The hotel is closed and the ski lifts have stopped, but it is preparing to open an electric bike shop at the foot of the French slopes.
Rising above the stage scores mountains les Deux Sœurs, twin peaks basking in the sun. The first snow of the season hasn’t set the chairlifts in motion since late 2018.
Now the resort of Col de l’Azelier is looking for a second wind.
Why are French ski resorts closing?
Myriam Estades’ two dogs Taz and Obi are having a lot of fun in the fresh snow.
Estades is happy to live in a “fantastic” setting at Château-Bernard. I learned to ski decades ago as a child.
His wish is for the “revival of the resort and its surroundings, with or without skiing, because it has become a dorm town”.
Located at 1,154 meters above sea level, Col de l’Arzelier was a family resort built in the 1960s, popular with locals and children finding their feet in the mountains.
He is one of 186 people. ski resorts It has been closed in France since the 1970s, according to Pierre-Alexandre Metral, a geography doctoral student working on redevelopment strategies at the University of Grenoble.
Jacques Postoly, former president of the local ski club and mayor at the time of its closure, explains that there are several reasons why Col de l’Arzelier was closed.
climate change After several unprofitable seasons, he says he played a big role. Problems with private land and the lack of seasonal shelter also influenced the decision.
And the town of Château-Bernard, of 300 inhabitants, could not keep up with the maintenance of expensive and outdated equipment.
“If you’re in love with this area and you’re a skier like me, it’s not easy,” Postoly sighs.
The new local council starting in 2020 must meet this challenge.
“It’s a little difficult,” says first deputy mayor Anne Deprez. Given the economic imperative and the changing climate, “we decided to go the other way – focusing much more on the natural and pristine side of the mountain,” he explains.
How does the plant embrace its natural side?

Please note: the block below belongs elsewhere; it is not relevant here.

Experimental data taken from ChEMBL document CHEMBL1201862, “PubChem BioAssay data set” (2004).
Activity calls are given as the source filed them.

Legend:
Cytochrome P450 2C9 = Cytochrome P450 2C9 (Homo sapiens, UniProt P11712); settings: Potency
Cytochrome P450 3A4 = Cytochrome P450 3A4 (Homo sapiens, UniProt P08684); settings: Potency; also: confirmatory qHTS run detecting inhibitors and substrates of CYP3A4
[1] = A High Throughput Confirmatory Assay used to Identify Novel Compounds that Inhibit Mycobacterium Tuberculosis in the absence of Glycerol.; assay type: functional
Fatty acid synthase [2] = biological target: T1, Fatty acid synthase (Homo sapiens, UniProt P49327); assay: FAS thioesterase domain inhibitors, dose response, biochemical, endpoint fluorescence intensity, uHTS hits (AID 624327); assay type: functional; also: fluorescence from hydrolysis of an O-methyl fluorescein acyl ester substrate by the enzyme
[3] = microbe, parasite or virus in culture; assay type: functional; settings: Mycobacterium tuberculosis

snowshoe hiking and the ski tour has replaced the (downhill) skiing at the resort.
The Soldanelle shelter at the top of the chairlift promises an “extraordinary panorama”. country and a “car-free” experience. ideal for lovers hiking and mountain biking – including young families.
The name of the old grocery store was changed to ‘Altebike’. Pierre Menade and colleague Thomas Honoré set to offer rentals electric bikes here in the spring.
“We told the municipality that we wanted to revive the area and its architectural heritage, that we could improve all this. So we were very well received, they immediately offered us the building.”
A little further, a macaroni the factory will open in an old ski equipment rental room.
But change is sometimes difficult, especially for those who know the good old times of downhill skiing.
New breath to the hotel
The imposing Hôtel des Deux Soeurs for sale overlooks the slopes. Built by one of the resort’s founders, the hotel closed in the 2000s.
The building was selected last year by students from the Auvergne-Rhône-Alpes region for an architectural project for a European competition called Solar Decathlon.
Architect Christophe de Tricaud, who helped oversee the project, envisioned a rehabilitation between economic activity and permanent housing, inspired by “ongoing housing”.
According to him, “about 30 percent of tourist accommodations are permanently occupied in transit”.
“We think this housingization can very well continue and intensify, especially given climate change and the livability of cities, particularly Grenoble,” he continues.
According to him, the middle mountains “could quite easily become climate shelters” in the future.